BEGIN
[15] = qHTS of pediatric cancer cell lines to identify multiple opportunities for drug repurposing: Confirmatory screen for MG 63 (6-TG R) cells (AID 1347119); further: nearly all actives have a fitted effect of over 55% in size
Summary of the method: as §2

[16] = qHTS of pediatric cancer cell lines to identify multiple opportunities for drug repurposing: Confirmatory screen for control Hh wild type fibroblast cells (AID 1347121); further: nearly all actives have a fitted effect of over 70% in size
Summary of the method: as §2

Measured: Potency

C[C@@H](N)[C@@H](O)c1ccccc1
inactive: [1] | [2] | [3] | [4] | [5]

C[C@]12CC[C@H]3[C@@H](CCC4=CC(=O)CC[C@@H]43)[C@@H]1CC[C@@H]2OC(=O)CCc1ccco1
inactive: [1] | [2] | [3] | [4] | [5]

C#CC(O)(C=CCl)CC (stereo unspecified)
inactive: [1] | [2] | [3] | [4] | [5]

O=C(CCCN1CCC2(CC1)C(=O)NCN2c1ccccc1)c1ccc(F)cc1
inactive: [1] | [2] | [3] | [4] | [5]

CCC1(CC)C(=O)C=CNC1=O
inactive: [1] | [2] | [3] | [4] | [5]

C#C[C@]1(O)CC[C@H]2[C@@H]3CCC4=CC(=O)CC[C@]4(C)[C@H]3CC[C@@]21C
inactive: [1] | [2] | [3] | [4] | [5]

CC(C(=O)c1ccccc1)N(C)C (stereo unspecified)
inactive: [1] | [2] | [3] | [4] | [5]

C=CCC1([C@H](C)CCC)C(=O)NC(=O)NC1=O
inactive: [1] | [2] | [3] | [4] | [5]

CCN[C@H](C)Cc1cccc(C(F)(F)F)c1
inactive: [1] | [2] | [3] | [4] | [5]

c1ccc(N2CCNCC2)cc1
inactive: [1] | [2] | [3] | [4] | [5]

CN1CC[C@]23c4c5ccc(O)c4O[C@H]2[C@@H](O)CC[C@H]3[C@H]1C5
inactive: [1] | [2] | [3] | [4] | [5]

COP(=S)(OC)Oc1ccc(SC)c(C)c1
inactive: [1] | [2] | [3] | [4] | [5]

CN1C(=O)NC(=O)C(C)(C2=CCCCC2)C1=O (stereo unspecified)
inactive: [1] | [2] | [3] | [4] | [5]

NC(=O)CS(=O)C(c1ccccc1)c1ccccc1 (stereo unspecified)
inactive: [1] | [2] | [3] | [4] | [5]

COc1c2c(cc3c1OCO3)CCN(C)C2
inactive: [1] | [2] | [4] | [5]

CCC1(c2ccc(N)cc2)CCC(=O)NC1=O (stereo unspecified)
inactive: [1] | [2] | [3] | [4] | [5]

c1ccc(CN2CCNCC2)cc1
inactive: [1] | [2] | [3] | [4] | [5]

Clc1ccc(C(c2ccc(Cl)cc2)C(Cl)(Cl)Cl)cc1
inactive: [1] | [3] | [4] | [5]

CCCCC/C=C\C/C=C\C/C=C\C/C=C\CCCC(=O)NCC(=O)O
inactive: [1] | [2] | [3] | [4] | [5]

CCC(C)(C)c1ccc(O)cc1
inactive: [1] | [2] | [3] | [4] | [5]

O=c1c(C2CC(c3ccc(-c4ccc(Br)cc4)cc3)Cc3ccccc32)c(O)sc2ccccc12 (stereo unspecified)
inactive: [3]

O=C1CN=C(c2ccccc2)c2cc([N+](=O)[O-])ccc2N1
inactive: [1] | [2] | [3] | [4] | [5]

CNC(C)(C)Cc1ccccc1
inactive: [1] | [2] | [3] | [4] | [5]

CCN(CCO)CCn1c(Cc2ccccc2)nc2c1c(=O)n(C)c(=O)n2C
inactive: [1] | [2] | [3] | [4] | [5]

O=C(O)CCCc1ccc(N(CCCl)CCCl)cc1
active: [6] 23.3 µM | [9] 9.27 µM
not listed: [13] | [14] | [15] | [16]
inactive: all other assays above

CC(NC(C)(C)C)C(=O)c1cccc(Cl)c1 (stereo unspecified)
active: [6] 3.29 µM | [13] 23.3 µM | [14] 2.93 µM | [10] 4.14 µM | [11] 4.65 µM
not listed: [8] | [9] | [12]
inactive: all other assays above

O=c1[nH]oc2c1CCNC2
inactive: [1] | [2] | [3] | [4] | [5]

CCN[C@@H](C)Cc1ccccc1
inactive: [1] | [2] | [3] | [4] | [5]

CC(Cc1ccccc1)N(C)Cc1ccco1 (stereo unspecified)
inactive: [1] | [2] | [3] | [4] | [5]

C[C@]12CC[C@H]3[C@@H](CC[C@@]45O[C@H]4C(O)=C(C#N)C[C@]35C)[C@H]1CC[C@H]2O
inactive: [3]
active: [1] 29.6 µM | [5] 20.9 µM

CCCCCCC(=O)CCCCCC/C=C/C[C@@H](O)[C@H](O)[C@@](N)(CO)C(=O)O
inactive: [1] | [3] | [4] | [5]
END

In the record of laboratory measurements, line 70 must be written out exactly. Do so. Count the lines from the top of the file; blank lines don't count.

active: [1] 29.6 µM | [5] 20.9 µM